Sports Nutrition 237: How Much Fat Can We Absorb Per Meal? Plus: ‘Ideal’ Meal Frequency and Supplements For Strength and Endurance Competitions

February 22, 2017
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Ben Greenfield is back for another edition of Sports Nutrition:

Meal Frequency

  • Dandelion tea
  • Is it better to have more or fewer feedings throughout the day? Can eating more often have a beneficial effect on blood markers, as long as it’s healthy and moderate portions? How does this compare to the benefits seen in intermittent fasting/LCHF trends of late.
  • JISSN position statement on meal frequency, “Increased meal frequency appears to have a positive effect on various blood markers of health, particularly LDL cholesterol, total cholesterol, and insulin.”
  • Alan Aragon et al meta-analysis on meal frequency that is mentioned.
  • More from Aragon.
  • Slight correlation with eating more leading to weight loss (i.e. metabolic advantage).
  • But are there tradeoffs to frequent feedings?
  • Protein absorption – we can absorb about 30-40g max per feeding for proper protein synthesis.
  • Sweet spot is 3 meals a day.
  • Wired to Eat by Robb Wolf

Supplements For Strength and Endurance Competition

How Much Fat Can We Absorb in a Meal?

  • Is there a general rule for the amount of fat someone can absorb in a single meal? Assuming one can consume excess fat in a meal, when does too much dietary fat have negative consequences like gut upset of fat mass gain?
  • Fat oxidation during exercise can be up to 60g per hour, but a big portion come from endogenous fat.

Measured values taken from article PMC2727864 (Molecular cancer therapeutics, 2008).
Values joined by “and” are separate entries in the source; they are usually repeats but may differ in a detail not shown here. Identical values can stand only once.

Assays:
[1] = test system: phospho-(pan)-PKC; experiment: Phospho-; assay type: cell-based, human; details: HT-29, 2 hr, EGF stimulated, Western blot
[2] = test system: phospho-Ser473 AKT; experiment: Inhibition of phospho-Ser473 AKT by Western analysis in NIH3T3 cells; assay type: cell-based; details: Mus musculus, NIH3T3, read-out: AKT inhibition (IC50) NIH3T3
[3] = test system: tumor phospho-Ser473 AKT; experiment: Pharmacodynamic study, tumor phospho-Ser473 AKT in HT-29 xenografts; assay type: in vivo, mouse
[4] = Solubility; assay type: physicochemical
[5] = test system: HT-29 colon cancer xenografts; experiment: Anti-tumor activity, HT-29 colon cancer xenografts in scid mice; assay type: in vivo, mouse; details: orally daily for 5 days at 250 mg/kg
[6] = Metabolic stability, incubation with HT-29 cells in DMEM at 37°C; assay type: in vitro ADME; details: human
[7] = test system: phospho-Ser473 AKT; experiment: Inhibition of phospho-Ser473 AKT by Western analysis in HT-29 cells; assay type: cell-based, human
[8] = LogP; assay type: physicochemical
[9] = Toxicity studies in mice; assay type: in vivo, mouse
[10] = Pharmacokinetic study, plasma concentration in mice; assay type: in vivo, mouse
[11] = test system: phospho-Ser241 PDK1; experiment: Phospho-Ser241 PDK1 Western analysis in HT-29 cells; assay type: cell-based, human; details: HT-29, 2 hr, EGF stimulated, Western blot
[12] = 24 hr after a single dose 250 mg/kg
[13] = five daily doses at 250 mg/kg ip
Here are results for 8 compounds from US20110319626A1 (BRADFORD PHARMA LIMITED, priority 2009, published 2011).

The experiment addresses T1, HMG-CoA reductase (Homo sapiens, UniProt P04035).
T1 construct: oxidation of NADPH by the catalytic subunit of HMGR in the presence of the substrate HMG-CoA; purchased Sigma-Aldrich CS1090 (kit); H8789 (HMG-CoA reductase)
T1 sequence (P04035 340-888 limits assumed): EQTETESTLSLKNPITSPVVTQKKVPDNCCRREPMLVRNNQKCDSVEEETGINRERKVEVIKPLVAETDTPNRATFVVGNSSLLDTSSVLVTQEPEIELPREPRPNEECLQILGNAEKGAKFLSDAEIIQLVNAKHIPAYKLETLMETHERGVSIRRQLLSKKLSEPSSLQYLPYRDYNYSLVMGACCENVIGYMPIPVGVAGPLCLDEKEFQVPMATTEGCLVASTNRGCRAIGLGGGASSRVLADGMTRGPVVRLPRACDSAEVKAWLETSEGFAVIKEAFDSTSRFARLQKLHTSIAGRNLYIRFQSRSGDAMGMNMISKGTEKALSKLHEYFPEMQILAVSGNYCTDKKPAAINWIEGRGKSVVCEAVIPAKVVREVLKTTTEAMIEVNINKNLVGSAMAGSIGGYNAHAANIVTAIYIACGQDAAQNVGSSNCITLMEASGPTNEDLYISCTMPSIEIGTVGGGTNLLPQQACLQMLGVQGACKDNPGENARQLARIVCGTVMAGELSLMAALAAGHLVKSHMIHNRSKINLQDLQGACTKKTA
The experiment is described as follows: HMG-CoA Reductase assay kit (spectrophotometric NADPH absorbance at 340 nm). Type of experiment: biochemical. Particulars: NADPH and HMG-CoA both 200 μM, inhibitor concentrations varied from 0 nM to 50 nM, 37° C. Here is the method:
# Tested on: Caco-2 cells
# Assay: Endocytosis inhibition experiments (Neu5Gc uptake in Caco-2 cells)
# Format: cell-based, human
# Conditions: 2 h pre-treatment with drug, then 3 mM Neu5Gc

• The speed at which fat moves through GI tract is about 2 hours (from eating to emptying).
  • We can eat 1,000 calories of fat maximum (~110g), BUT it’s better to keep it at 60g fat per meal, maximum, and any more may be a stress on GI tract, uncomfortable, etc.

Carb ‘Sensitivity’ & LCHF/Keto

  • Over a long period of time following a LCHF diet, does the body lose its ability to handle carbs? Are we doing harm by not eating a diet balanced in carb/fat/protein?
  • On one hand, no reason to believe that low-carb affects ability to digest carbs.
  • But on the other hand, maybe low-carb can affect our ability to use carbs…
  • New review in the Strength and Conditioning Journal titled “A Case for and Against Ketogenic Diets in Athletes.”
    • With long-term keto, glycogen levels in muscle and the liver may or may not be compromised but “the athlete will likely lack the metabolic machinery needed to fully use them as fuel sources.”
    • “Although ketone bodies may serve as a substitute for CHO, they may also paradoxically reduce endogenous CHO availability through inhibition of hepatic glucose output, therefore lowering the capacity to sustain higher intensity efforts (6,9). These findings emphasized the point that although glycogen levels in muscle and the liver may or may not be compromised with long-term KD, the athlete will likely lack the metabolic machinery needed to fully use them as fuel sources. It also suggests that while long-term KD may allow time for adaptation, short-term (i.e., 4 weeks) CHO restriction may compromise muscle glycogen stores.”

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